As a marketer, are you struggling to complete a million tasks each day without working overtime? You've probably seen the term Agile Marketing in your search for solutions. But what is it? How does it work? And how the hell is it going to help you?
Agile, Scrum, Sprints...the first time I saw a job advertisement with these terms in it, I thought it was for a rugby coach. I studied Sports and Exercise Science. I coached football. Sure, I can apply for it and see what happens, I thought. Then I opened the description and found that it was for an IT company. Now, before you start complaining that this is meant to be a blog about Agile Marketing, it is, but it didn't start out in marketing, it started in IT development and evolved from there.
So, If It's Not Rugby, then What Is It?
For any of you that have been following this blog, you may have seen Michal Kadak's post, Agile, Scrum, and Some Other Swear Words, published in January. If you haven't, you really should check it out. Michal did a great job of explaining what it all means to him. It is, after all, a methodology and not a strict set of rules. And, as with all methodologies, it is open to change, depending on the needs of the team or individual. In theory, the goal of Agile Development is to make sure that a team is:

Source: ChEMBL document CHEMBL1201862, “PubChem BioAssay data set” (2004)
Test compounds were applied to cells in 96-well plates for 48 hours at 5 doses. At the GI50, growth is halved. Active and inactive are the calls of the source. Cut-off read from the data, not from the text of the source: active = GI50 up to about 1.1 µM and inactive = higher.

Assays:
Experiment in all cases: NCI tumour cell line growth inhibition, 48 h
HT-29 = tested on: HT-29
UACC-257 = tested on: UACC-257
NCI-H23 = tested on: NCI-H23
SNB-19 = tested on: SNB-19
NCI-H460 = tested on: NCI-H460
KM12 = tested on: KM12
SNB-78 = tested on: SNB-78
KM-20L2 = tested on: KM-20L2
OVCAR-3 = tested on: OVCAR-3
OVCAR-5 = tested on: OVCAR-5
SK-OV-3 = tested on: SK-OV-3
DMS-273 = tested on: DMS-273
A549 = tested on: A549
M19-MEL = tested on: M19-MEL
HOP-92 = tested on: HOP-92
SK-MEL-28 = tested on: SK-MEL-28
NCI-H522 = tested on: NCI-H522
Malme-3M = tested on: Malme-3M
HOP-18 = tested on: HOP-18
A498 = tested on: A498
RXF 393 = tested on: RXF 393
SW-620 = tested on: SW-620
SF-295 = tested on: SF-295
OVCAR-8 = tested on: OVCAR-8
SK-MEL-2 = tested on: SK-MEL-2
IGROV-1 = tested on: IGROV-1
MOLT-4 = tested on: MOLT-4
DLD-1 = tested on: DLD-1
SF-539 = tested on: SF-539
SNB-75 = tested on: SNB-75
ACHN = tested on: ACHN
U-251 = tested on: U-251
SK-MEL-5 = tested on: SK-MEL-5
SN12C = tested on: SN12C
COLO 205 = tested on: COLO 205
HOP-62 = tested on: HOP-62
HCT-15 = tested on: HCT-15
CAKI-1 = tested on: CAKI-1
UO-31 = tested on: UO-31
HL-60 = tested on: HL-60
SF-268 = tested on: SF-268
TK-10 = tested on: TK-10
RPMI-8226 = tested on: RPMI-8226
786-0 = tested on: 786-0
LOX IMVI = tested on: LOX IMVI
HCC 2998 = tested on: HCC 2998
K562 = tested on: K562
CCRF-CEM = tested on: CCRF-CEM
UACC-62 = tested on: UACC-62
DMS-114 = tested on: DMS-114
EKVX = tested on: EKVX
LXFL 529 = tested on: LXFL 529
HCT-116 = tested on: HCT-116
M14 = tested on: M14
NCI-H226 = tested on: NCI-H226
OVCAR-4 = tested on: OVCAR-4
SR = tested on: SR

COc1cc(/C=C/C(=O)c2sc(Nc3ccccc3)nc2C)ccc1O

- delivering value
- implementing useful changes
- working at an optimal rate
- ensuring (hopefully) that no nasty little surprises mess up all your hard work
Yes, you would expect these things from any good team regardless of their approach.
However, in development (and I'll talk more on the same topic in marketing soon, I promise), you generally either have a Waterfall approach or an Agile approach, both of which are different ways to try to achieve what's listed above. But, with the Waterfall approach, you go through entire stages, one at a time, working towards a final completion date—at which point all your work reaches its conclusion. You have: